Although there was no company-specific news to cause the stocks to fall, macroeconomic news, such as unemployment claims and consumer spending, seemed to weigh on the issues. At market close, Bloomin' Brands was down 10.9%, Cheesecake Factory was down 8.5%, and Darden was off 5.7%.
Restaurant stocks were pummeled as a result of the COVID-19 pandemic as preventative measures such as lockdowns forced the industry to close its doors or fall back on takeout and delivery.
However, restaurant stocks rallied in April with the S&P Food & Beverage index rising 12% through yesterday's close, but today brought news that unemployment grew by 3.8 million, ahead of projections of 3.2 million, and consumer spending fell 7.5% in March, the worst decline seen in 60 years.
Even so, the broad market enjoyed its best one-month performance in decades, and many restaurants followed suit.
The three casual dining chains ought to be able to weather the storm, as all were among those that still had substantial takeout or delivery operations in effect prior to the pandemic. While the sit-down business is essential to their operations long term, they were able to offset the worst of it with those alternatives.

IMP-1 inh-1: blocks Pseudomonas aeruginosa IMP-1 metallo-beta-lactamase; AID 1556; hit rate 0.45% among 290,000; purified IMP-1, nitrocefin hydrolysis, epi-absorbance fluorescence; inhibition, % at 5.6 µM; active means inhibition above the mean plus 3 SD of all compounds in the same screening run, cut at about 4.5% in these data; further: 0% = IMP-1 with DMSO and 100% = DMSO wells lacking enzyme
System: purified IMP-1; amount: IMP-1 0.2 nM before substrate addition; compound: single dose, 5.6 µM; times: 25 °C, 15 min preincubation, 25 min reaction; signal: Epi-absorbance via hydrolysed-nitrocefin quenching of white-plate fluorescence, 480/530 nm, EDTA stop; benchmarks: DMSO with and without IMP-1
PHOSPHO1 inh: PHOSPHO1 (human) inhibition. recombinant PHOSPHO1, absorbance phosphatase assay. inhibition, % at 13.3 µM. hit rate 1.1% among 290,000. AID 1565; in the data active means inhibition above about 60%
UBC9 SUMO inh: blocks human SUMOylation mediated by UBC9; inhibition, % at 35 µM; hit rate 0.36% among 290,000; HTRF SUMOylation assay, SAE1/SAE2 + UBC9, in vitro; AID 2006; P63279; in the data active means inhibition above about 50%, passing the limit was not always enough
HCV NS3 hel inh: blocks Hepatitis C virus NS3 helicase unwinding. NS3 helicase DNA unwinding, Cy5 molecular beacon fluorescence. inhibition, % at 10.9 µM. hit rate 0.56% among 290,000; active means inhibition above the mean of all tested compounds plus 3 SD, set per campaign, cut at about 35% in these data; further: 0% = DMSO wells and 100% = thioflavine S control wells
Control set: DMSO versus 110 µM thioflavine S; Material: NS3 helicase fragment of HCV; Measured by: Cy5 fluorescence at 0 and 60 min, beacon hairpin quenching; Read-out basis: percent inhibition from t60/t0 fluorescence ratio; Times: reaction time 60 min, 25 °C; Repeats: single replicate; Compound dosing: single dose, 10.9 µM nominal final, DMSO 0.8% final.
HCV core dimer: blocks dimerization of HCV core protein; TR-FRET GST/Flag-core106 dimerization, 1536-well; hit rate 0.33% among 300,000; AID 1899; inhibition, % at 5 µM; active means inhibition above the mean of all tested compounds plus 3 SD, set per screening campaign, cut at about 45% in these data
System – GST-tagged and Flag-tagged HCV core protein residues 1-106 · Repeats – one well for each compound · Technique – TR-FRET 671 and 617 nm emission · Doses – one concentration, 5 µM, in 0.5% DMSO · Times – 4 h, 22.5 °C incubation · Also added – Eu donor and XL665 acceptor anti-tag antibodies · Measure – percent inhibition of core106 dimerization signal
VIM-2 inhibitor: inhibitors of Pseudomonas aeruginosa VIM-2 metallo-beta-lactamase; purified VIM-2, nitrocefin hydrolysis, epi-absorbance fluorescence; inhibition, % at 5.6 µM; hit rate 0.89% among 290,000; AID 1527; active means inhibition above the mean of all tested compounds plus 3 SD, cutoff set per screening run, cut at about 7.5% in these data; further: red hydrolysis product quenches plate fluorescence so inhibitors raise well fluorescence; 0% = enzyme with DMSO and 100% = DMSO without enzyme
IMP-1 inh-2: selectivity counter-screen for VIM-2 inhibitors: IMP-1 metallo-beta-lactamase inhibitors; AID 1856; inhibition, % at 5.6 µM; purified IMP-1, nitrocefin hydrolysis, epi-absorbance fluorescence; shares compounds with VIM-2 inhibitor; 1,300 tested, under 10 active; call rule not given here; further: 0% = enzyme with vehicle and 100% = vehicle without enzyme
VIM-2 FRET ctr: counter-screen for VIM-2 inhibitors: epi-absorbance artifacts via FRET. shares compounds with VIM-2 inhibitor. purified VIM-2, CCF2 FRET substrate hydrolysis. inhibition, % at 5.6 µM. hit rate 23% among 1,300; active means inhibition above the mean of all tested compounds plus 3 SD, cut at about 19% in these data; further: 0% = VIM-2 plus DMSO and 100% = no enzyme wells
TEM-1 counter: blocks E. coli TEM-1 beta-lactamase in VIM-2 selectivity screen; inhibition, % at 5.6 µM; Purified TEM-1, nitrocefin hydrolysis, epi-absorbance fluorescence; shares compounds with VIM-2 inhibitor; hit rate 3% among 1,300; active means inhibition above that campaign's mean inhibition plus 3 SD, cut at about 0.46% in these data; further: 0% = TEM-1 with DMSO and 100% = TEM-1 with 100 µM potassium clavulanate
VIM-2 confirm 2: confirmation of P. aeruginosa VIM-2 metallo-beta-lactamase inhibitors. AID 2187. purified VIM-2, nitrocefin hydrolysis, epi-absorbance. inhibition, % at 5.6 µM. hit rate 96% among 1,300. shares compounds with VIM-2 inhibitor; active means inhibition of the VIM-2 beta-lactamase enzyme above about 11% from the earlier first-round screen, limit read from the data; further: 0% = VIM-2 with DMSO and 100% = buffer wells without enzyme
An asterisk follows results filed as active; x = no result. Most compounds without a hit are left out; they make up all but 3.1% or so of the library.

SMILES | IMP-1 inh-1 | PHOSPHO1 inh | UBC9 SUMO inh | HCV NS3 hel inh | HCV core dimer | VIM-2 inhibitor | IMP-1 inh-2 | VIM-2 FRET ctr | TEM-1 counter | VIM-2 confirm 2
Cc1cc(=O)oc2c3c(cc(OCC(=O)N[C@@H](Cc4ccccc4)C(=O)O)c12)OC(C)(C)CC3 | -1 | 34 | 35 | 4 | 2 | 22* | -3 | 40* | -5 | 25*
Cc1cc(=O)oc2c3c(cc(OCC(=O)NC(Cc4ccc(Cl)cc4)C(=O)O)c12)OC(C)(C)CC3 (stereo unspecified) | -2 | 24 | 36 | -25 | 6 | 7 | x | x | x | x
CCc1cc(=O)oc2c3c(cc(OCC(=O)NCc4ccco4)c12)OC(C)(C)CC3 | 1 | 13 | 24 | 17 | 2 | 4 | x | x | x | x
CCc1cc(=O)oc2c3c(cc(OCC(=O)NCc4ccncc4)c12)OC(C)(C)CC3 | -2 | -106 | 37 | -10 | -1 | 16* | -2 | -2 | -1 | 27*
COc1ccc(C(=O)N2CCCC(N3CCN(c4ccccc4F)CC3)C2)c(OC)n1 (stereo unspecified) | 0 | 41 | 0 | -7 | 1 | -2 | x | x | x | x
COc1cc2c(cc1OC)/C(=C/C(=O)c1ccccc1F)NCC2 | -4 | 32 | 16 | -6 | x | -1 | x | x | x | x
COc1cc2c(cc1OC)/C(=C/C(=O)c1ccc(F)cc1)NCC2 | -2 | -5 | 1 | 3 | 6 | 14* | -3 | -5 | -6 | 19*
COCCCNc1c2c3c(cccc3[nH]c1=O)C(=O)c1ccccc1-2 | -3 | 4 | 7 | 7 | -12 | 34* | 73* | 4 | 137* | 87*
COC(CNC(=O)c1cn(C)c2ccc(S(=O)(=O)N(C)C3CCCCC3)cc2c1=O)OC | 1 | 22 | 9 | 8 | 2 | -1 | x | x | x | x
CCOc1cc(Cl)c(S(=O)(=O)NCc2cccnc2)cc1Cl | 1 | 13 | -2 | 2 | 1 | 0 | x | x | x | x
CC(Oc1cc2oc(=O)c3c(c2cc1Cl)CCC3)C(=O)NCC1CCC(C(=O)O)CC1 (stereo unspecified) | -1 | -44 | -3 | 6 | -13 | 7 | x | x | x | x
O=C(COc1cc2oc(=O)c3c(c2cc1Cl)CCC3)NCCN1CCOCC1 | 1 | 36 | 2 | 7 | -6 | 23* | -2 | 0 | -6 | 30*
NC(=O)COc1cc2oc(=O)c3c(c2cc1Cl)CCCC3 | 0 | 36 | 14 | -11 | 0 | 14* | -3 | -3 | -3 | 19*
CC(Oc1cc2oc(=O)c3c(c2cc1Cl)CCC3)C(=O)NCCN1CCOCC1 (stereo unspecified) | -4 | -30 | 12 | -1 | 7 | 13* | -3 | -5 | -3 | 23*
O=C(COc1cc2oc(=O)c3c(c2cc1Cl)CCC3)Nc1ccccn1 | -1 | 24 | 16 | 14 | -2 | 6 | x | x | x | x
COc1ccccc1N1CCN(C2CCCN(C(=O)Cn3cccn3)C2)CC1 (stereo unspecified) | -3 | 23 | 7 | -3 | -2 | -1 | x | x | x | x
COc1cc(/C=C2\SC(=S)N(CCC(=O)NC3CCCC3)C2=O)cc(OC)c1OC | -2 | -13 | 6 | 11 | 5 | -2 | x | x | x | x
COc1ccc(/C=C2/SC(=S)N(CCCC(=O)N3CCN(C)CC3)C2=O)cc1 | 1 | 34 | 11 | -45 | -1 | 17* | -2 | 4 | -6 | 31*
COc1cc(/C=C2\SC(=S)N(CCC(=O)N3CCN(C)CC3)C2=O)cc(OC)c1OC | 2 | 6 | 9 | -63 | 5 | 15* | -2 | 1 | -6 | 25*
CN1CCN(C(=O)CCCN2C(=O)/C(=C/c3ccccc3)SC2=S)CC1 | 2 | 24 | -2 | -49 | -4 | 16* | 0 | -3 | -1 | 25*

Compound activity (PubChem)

As Bloomin' Brands noted in its mid-April business update, it has not fired or furloughed any of its hourly employees and continues to support its staff with relief pay and free meals, while the CEO suspended his pay and the board of directors suspended their cash retainers. At the same time, the restaurant's off-premise sales have tripled during the crisis.
Cheesecake Factory is also able to come through to the other side, particularly since it recently scored a $200 million investment from private equity firm Roark Capital, which did earn it a seat on the board of directors. But the restaurant noted its "long-standing business in the off-premise channel" enabled it to quickly pivot to takeout, and the sales acceleration witnessed would, if annualized, equate to over $3 million per unit on average. Of the nearly 300 restaurants it operates, only 30 are currently closed, and those that remain open are "operating sustainably."
The situation isn't all that different for Darden Restaurants, owner of the Olive Garden and LongHorn Steakhouse chains. The company is already reopening its restaurants where allowed, mindful of social-distancing directives and health and safety measures for employees. As another restaurant with a substantial off-premise business, it said to-go orders have tripled during the pandemic.
The restaurant industry has been hard hit, but the strongest brands have done more than just tread water. As such, today's retreat, following the huge rally all three companies enjoyed this past month, is not an unexpected development.